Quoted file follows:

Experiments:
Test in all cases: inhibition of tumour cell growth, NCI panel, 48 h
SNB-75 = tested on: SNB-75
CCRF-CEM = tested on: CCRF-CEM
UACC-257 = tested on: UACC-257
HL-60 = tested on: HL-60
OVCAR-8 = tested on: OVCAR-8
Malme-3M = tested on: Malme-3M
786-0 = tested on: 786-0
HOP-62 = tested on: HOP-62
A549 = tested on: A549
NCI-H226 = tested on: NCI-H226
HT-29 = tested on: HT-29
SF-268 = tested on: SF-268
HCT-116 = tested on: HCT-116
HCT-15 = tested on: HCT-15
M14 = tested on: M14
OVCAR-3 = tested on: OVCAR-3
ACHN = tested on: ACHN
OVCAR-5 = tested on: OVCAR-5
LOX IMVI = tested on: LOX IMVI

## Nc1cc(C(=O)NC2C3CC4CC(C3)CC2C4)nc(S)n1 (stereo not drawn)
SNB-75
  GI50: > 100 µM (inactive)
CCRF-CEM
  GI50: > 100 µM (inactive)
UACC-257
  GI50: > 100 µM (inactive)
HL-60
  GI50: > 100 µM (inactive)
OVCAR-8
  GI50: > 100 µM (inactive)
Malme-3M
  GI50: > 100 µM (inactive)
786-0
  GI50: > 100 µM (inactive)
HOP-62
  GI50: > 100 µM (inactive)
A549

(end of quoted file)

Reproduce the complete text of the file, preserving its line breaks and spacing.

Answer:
Experiments:
Test in all cases: inhibition of tumour cell growth, NCI panel, 48 h
SNB-75 = tested on: SNB-75
CCRF-CEM = tested on: CCRF-CEM
UACC-257 = tested on: UACC-257
HL-60 = tested on: HL-60
OVCAR-8 = tested on: OVCAR-8
Malme-3M = tested on: Malme-3M
786-0 = tested on: 786-0
HOP-62 = tested on: HOP-62
A549 = tested on: A549
NCI-H226 = tested on: NCI-H226
HT-29 = tested on: HT-29
SF-268 = tested on: SF-268
HCT-116 = tested on: HCT-116
HCT-15 = tested on: HCT-15
M14 = tested on: M14
OVCAR-3 = tested on: OVCAR-3
ACHN = tested on: ACHN
OVCAR-5 = tested on: OVCAR-5
LOX IMVI = tested on: LOX IMVI

## Nc1cc(C(=O)NC2C3CC4CC(C3)CC2C4)nc(S)n1 (stereo not drawn)
SNB-75
  GI50: > 100 µM (inactive)
CCRF-CEM
  GI50: > 100 µM (inactive)
UACC-257
  GI50: > 100 µM (inactive)
HL-60
  GI50: > 100 µM (inactive)
OVCAR-8
  GI50: > 100 µM (inactive)
Malme-3M
  GI50: > 100 µM (inactive)
786-0
  GI50: > 100 µM (inactive)
HOP-62
  GI50: > 100 µM (inactive)
A549